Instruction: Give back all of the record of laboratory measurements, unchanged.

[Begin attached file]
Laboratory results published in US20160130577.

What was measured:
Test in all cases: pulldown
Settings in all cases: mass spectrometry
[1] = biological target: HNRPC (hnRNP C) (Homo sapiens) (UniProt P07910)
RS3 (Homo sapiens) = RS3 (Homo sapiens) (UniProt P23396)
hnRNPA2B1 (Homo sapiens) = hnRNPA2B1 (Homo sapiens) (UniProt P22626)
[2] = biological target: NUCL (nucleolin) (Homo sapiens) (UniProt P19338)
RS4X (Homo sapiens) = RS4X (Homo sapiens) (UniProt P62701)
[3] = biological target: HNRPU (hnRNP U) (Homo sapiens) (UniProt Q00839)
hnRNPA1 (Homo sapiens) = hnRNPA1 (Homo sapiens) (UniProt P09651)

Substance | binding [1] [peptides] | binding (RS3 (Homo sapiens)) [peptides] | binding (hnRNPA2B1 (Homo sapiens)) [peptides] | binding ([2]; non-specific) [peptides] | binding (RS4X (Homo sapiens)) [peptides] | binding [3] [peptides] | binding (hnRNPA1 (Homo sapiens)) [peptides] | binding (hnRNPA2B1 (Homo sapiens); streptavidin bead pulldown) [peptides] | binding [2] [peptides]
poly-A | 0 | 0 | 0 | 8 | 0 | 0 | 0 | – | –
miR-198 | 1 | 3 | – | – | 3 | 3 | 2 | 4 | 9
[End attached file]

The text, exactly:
Laboratory results published in US20160130577.

What was measured:
Test in all cases: pulldown
Settings in all cases: mass spectrometry
[1] = biological target: HNRPC (hnRNP C) (Homo sapiens) (UniProt P07910)
RS3 (Homo sapiens) = RS3 (Homo sapiens) (UniProt P23396)
hnRNPA2B1 (Homo sapiens) = hnRNPA2B1 (Homo sapiens) (UniProt P22626)
[2] = biological target: NUCL (nucleolin) (Homo sapiens) (UniProt P19338)
RS4X (Homo sapiens) = RS4X (Homo sapiens) (UniProt P62701)
[3] = biological target: HNRPU (hnRNP U) (Homo sapiens) (UniProt Q00839)
hnRNPA1 (Homo sapiens) = hnRNPA1 (Homo sapiens) (UniProt P09651)

Substance | binding [1] [peptides] | binding (RS3 (Homo sapiens)) [peptides] | binding (hnRNPA2B1 (Homo sapiens)) [peptides] | binding ([2]; non-specific) [peptides] | binding (RS4X (Homo sapiens)) [peptides] | binding [3] [peptides] | binding (hnRNPA1 (Homo sapiens)) [peptides] | binding (hnRNPA2B1 (Homo sapiens); streptavidin bead pulldown) [peptides] | binding [2] [peptides]
poly-A | 0 | 0 | 0 | 8 | 0 | 0 | 0 | – | –
miR-198 | 1 | 3 | – | – | 3 | 3 | 2 | 4 | 9